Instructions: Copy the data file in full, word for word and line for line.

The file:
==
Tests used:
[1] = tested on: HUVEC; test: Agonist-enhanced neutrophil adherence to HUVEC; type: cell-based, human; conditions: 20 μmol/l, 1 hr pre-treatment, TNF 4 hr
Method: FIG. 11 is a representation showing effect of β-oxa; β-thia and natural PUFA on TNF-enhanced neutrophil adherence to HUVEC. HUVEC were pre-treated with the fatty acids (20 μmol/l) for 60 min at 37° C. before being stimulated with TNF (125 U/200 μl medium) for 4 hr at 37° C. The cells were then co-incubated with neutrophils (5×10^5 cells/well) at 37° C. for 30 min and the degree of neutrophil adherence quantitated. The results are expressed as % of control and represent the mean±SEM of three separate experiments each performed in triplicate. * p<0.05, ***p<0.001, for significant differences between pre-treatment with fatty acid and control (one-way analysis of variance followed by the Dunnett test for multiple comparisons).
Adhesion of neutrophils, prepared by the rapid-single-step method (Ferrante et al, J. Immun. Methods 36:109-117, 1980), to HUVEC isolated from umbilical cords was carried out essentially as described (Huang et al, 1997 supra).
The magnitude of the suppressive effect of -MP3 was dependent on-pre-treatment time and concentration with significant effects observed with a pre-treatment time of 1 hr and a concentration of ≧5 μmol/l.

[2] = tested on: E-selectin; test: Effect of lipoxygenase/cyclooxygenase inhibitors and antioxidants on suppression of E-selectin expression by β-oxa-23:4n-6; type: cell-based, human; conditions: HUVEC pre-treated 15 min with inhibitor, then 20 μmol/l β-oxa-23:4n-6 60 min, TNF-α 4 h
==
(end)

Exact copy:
Tests used:
[1] = tested on: HUVEC; test: Agonist-enhanced neutrophil adherence to HUVEC; type: cell-based, human; conditions: 20 μmol/l, 1 hr pre-treatment, TNF 4 hr
Method: FIG. 11 is a representation showing effect of β-oxa; β-thia and natural PUFA on TNF-enhanced neutrophil adherence to HUVEC. HUVEC were pre-treated with the fatty acids (20 μmol/l) for 60 min at 37° C. before being stimulated with TNF (125 U/200 μl medium) for 4 hr at 37° C. The cells were then co-incubated with neutrophils (5×10^5 cells/well) at 37° C. for 30 min and the degree of neutrophil adherence quantitated. The results are expressed as % of control and represent the mean±SEM of three separate experiments each performed in triplicate. * p<0.05, ***p<0.001, for significant differences between pre-treatment with fatty acid and control (one-way analysis of variance followed by the Dunnett test for multiple comparisons).
Adhesion of neutrophils, prepared by the rapid-single-step method (Ferrante et al, J. Immun. Methods 36:109-117, 1980), to HUVEC isolated from umbilical cords was carried out essentially as described (Huang et al, 1997 supra).
The magnitude of the suppressive effect of -MP3 was dependent on-pre-treatment time and concentration with significant effects observed with a pre-treatment time of 1 hr and a concentration of ≧5 μmol/l.

[2] = tested on: E-selectin; test: Effect of lipoxygenase/cyclooxygenase inhibitors and antioxidants on suppression of E-selectin expression by β-oxa-23:4n-6; type: cell-based, human; conditions: HUVEC pre-treated 15 min with inhibitor, then 20 μmol/l β-oxa-23:4n-6 60 min, TNF-α 4 h